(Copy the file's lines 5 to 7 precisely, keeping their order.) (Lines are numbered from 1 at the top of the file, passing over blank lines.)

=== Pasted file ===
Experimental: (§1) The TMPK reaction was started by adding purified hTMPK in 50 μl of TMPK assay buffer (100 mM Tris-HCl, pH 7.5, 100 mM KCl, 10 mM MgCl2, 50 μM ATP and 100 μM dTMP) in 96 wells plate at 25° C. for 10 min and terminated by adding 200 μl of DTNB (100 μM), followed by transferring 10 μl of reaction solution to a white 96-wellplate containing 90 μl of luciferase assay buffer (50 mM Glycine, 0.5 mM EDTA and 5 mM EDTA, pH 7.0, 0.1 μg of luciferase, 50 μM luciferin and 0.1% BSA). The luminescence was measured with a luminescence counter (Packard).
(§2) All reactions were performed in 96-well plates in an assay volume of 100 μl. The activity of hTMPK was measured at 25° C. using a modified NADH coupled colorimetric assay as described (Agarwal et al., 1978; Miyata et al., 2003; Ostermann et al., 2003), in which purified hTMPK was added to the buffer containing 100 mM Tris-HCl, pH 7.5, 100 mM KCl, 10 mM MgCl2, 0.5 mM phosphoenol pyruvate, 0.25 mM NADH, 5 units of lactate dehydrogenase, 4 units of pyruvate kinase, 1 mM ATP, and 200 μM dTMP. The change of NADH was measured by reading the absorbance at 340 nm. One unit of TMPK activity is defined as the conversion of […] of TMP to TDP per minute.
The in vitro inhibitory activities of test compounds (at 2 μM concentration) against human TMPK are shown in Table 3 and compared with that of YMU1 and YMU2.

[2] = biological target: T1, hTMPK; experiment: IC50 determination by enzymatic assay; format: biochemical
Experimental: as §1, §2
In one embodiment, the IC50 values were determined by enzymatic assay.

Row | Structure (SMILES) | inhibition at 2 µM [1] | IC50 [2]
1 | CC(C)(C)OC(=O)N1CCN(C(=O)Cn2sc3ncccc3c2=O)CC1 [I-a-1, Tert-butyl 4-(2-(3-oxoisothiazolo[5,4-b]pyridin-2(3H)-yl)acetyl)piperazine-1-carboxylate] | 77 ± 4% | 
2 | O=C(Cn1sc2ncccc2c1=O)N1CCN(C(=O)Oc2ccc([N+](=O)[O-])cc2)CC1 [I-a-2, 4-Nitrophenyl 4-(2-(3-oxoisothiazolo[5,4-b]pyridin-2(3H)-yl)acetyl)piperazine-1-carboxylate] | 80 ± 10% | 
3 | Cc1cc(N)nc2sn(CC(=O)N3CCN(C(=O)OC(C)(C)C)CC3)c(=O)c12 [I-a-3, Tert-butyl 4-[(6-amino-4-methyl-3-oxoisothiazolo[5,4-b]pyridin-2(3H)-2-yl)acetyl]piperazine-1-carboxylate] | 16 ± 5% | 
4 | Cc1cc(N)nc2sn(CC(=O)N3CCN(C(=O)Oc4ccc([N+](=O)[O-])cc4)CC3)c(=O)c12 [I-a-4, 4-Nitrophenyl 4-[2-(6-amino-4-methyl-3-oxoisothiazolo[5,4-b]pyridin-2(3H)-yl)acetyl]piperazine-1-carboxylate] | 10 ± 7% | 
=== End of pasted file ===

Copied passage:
Experimental: as §1, §2
In one embodiment, the IC50 values were determined by enzymatic assay.

Row | Structure (SMILES) | inhibition at 2 µM [1] | IC50 [2]